June 26, 2016 marks an exciting date: the one-year anniversary of the landmark Obergefell v. Hodges case, in which the United States Supreme Court granted the fundamental right to marry to same-sex couples in all 50 states. The past year has seen plenty of forward strides for LGBTQ equality, not to mention a record number of marriages. However, some sobering stats about same sex marriage remind us that the SCOTUS decision isn’t enough to grant full equality to all LGBTQ citizens. It’s still a fantastic step in the right direction, certainly, but there is still plenty of progress to be made.
Unfortunately, same sex spouses do not enjoy the full rights afforded to their straight peers. For instance, not all states have clear laws about hospital visitation rights for married same sex couples, and a small but vocal percentage of Americans remain opposed to the idea of same sex marriage on principle. In fact, there are still a few sneaky clerks who will not issue marriage licenses to same sex couples, effectively putting their personal opinions above the rule of the United States Supreme Court. (The clerks' persistence would almost be admirable if it weren’t so wrong-headed).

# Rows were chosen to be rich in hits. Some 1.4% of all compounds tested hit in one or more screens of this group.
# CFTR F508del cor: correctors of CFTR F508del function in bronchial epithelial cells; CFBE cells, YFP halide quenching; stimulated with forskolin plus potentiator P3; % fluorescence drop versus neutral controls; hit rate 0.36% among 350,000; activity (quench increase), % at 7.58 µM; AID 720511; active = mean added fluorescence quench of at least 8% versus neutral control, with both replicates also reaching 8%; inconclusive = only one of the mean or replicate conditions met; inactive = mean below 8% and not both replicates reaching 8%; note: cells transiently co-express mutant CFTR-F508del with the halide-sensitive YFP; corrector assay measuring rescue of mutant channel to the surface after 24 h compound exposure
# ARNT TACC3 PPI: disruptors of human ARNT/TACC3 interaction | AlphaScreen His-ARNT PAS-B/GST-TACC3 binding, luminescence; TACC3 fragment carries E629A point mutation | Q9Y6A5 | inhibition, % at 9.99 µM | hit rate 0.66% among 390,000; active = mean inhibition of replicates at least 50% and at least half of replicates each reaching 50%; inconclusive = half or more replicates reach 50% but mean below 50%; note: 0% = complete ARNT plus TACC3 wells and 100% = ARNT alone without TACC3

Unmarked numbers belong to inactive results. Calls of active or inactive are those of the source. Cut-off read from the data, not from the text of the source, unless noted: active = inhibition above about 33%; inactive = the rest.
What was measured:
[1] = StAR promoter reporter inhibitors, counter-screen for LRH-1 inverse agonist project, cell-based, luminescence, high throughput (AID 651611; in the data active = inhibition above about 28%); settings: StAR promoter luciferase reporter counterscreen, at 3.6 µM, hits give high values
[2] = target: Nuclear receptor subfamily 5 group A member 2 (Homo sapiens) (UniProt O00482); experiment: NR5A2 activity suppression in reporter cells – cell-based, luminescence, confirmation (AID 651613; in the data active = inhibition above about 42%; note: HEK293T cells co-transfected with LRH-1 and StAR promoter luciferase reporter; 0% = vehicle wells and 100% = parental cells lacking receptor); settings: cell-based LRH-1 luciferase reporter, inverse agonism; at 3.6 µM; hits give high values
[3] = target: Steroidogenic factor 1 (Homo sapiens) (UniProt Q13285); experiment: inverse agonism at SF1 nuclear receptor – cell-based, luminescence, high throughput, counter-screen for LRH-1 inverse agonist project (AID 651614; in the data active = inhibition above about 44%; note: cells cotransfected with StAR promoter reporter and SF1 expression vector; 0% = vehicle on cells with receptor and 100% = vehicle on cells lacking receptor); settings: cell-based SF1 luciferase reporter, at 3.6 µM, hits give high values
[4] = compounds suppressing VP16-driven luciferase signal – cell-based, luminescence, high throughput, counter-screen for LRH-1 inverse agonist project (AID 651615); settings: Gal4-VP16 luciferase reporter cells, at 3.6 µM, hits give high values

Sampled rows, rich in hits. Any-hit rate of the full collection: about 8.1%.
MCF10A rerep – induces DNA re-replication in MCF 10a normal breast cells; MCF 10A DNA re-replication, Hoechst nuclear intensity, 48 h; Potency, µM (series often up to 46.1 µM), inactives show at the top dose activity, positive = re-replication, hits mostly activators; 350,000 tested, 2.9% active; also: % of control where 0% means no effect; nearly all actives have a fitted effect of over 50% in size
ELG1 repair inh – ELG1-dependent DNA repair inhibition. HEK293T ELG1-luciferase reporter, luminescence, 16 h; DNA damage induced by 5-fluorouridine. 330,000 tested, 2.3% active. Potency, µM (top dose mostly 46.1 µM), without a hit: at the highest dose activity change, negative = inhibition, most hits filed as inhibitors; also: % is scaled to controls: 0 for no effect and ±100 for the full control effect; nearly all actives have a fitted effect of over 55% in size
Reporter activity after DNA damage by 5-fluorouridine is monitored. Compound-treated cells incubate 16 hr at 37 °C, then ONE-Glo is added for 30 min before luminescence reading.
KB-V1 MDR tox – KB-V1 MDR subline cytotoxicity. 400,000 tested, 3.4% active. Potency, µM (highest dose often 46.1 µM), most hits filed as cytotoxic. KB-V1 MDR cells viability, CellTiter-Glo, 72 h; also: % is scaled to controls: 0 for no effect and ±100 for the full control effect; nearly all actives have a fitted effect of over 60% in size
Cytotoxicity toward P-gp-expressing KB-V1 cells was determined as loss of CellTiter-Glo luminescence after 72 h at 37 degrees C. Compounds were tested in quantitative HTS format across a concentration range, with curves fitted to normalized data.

To be sure, bigotry and prejudice are powerful forces that have shaped a great deal of American history. But they rarely get the last word. Love, in all its forms, can prevail over even the stubbornest stronghold of stupidity. Here’s to many more years of increasing equality for all Americans.